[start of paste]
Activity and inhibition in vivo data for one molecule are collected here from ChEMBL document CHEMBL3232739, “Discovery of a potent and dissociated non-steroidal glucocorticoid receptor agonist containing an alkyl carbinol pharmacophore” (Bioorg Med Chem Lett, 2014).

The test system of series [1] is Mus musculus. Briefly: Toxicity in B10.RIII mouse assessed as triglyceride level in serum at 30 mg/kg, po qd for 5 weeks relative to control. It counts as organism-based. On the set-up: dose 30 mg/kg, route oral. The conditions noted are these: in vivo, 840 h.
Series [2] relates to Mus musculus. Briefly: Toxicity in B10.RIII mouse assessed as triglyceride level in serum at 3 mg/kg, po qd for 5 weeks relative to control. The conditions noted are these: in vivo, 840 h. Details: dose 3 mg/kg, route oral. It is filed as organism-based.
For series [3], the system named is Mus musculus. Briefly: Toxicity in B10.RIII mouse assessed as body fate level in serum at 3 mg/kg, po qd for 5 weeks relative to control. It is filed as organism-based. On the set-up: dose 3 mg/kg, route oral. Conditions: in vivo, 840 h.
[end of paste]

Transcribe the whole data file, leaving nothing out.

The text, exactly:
Activity and inhibition in vivo data for one molecule are collected here from ChEMBL document CHEMBL3232739, “Discovery of a potent and dissociated non-steroidal glucocorticoid receptor agonist containing an alkyl carbinol pharmacophore” (Bioorg Med Chem Lett, 2014).

The test system of series [1] is Mus musculus. Briefly: Toxicity in B10.RIII mouse assessed as triglyceride level in serum at 30 mg/kg, po qd for 5 weeks relative to control. It counts as organism-based. On the set-up: dose 30 mg/kg, route oral. The conditions noted are these: in vivo, 840 h.
Series [2] relates to Mus musculus. Briefly: Toxicity in B10.RIII mouse assessed as triglyceride level in serum at 3 mg/kg, po qd for 5 weeks relative to control. The conditions noted are these: in vivo, 840 h. Details: dose 3 mg/kg, route oral. It is filed as organism-based.
For series [3], the system named is Mus musculus. Briefly: Toxicity in B10.RIII mouse assessed as body fate level in serum at 3 mg/kg, po qd for 5 weeks relative to control. It is filed as organism-based. On the set-up: dose 3 mg/kg, route oral. Conditions: in vivo, 840 h.